Many organizations have already expressed interest in hosting satellite events. John Hammersley, co-founder of WriteLaTeX, is one such organizing partner: “We’re delighted to further support OpenCon 2014 and make it even more international by holding a satellite event in London. OpenCon is all about getting students and early career researchers involved in these key topics and by holding a satellite event we can help the event reach and include as many people as possible. ”

Individuals or organisations interested in planning an event can learn more, find support and download resources here: http://www.righttoresearch.org/act/opencon/satellite. Hosting a satellite event can be a great way to continue the conversation around International Open Access Week and to build contacts and momentum in your area. The first of a series of drop-in calls for those interested in running events will be later this week from 9-10am GMT on Friday the 17th of July. Details on joining can be found here: http://www.righttoresearch.org/act/opencon/satellite/support.

Getting Support for your Satellite Event

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Event Support

We want to do everything we can to help you to pull off events. The first thing to do is get connected, follow us on twitter (here and here) and facebook where we’ll post updates. Once you’ve registered as a host we’ll add you to a group with all the other hosts to share ideas and keep you in the loop on the conference.
 

We can also provide you mentors from our organising committee, who will help support you further if you need it. Of course, you can always contact us directly with questions by emailing joe [at] righttoresearch.org. On the day of OpenCon 2014, you’ll have a direct line to someone at the conference who’ll be able to ensure you’re not in the dark at any point.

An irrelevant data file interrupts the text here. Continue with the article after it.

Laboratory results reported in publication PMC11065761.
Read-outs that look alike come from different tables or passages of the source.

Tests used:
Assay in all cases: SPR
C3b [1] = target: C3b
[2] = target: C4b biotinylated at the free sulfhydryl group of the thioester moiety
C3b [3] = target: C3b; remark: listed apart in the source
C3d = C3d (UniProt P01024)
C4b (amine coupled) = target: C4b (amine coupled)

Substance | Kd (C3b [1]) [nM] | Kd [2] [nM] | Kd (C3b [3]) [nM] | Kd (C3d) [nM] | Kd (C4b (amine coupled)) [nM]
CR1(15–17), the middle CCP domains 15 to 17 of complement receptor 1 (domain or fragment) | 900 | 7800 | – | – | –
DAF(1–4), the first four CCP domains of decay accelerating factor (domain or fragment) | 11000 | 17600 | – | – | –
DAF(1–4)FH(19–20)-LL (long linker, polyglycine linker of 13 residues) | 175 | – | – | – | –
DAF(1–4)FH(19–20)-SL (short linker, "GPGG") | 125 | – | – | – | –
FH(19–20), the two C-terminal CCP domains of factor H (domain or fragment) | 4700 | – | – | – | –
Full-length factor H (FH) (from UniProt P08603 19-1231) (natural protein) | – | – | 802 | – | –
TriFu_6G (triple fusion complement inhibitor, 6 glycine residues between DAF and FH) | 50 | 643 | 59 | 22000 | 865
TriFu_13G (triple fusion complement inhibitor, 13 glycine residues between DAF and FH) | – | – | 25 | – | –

We will also be hosting drop-in calls where you can ask questions about becoming a host or get support for hosting a satellite event you’re already planning.  The times for our scheduled drop-in calls are listed below along with links to join each.
 

9 -10am GMT+1 on Friday the 18th of July – Click to join (Google Hangout)Call notes

5 – 7pm GMT+1 on Thursday 24th of July – Click to join (Google Hangout)Call notes

8 – 10am GMT+1 on Wednesday 29th of July – Click to join (Google Hangout) Call notes

3 – 5am GMT+1 on Tuesday 5th of August – Click to join (Google Hangout)Call notes

5 – 7pm GMT+1 on Thursday 14th of August – Click to join (Google Hangout)Call notes

10 – 12am GMT+1 on Monday the 21th of August – Click to join (Google Hangout)Call notes

Publicity Support

A key worry about hosting events is always “will anyone turn up?”. It’s good to think very early about how you will advertise the event, both online and in the real world. We won’t leave you unsupported here though! Below is a selection of resources that we will provide in the coming weeks:

      

  • A web page for your event where you can sign people up, describe the event and provide key details. These will be included in the main OpenCon site. To request one of these head here.

  • Publicity through our social media accounts.

  • Professional, customisable posters which you can use on-campus.

  • Photos and graphics you can use on social media to advertise the event.

  • Any applicants from your area who cannot attend the main event in Washington DC will receive an email advertising the opportunity to attend your satellite event.

If you would like to request support from the OpenCon 2014 organizers, please fill in the form below and a representative will follow up with you shortly.

If there are other ways we can help, please let us know.

Satellite Event Ideas

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Satellite events are partnered with the main OpenCon meeting in Washington DC, but can be customized significantly. For example:

  • You can time shift the event to suit local times, or hold it on a different weekend.

  • You could invite local speakers, have local workshops and panels as you please in addition to showing selected sessions from the main event.

  • You could hold a shorter meeting, including only the sessions that are most relevant to your institution.

 

Here are some suggestions of the types of event we’ve imagined:

 

Small satellite event

  • Book a small room

  • Put on the live stream

  • During workshops host informal discussions on the topics raised,

  • Try to attract 15+ participants

  • Plan a social event for informal discussions after

Large satellite event

  • Book a lecture room

  • Put on the live stream

  • Provide some food

  • Have a structured workshop or local speaker

  • Try to attract 50 participants